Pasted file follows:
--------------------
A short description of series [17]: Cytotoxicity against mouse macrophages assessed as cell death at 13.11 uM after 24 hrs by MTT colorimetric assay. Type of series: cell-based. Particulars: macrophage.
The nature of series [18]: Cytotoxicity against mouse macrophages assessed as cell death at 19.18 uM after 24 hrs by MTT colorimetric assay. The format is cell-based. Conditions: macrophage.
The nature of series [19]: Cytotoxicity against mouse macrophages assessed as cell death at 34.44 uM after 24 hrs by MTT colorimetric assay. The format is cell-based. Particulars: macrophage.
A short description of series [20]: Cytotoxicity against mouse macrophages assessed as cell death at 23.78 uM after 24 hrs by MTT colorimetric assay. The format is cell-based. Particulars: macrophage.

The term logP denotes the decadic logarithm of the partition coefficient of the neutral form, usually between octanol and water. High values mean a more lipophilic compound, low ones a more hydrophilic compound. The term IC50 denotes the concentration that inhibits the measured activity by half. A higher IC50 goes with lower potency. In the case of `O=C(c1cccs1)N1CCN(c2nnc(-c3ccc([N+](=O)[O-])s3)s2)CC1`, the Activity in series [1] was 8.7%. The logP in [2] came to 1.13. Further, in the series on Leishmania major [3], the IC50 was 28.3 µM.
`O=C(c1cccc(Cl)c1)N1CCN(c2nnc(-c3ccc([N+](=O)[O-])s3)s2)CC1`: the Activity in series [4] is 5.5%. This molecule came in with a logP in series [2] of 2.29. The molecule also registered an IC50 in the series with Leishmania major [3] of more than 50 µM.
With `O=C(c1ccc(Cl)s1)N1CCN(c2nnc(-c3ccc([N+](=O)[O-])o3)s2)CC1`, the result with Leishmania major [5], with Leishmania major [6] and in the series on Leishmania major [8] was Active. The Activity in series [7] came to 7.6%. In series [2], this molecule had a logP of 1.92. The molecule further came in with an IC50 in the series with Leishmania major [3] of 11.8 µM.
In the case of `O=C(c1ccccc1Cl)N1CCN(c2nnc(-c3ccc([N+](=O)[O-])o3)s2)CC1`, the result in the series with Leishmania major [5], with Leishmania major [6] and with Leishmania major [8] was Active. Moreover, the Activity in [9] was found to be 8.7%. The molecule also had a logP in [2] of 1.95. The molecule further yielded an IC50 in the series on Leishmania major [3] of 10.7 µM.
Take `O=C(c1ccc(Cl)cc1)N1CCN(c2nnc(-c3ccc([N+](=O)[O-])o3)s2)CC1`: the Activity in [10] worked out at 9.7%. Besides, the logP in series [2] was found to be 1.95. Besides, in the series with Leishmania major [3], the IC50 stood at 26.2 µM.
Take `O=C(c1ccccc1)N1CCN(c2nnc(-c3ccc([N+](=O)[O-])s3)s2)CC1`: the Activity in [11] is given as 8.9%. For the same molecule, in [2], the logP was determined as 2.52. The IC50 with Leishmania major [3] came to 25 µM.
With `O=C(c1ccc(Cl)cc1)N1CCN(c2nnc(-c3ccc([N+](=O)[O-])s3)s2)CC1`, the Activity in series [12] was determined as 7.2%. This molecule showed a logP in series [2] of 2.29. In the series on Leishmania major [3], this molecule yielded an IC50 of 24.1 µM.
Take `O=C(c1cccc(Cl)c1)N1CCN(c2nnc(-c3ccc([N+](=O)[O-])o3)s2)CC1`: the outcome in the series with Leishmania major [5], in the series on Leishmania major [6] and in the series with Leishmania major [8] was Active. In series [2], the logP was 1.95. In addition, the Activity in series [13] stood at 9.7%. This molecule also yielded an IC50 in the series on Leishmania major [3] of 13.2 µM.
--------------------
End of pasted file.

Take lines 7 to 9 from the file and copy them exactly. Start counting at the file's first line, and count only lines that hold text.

With `O=C(c1ccc(Cl)s1)N1CCN(c2nnc(-c3ccc([N+](=O)[O-])o3)s2)CC1`, the result with Leishmania major [5], with Leishmania major [6] and in the series on Leishmania major [8] was Active. The Activity in series [7] came to 7.6%. In series [2], this molecule had a logP of 1.92. The molecule further came in with an IC50 in the series with Leishmania major [3] of 11.8 µM.
In the case of `O=C(c1ccccc1Cl)N1CCN(c2nnc(-c3ccc([N+](=O)[O-])o3)s2)CC1`, the result in the series with Leishmania major [5], with Leishmania major [6] and with Leishmania major [8] was Active. Moreover, the Activity in [9] was found to be 8.7%. The molecule also had a logP in [2] of 1.95. The molecule further yielded an IC50 in the series on Leishmania major [3] of 10.7 µM.
Take `O=C(c1ccc(Cl)cc1)N1CCN(c2nnc(-c3ccc([N+](=O)[O-])o3)s2)CC1`: the Activity in [10] worked out at 9.7%. Besides, the logP in series [2] was found to be 1.95. Besides, in the series with Leishmania major [3], the IC50 stood at 26.2 µM.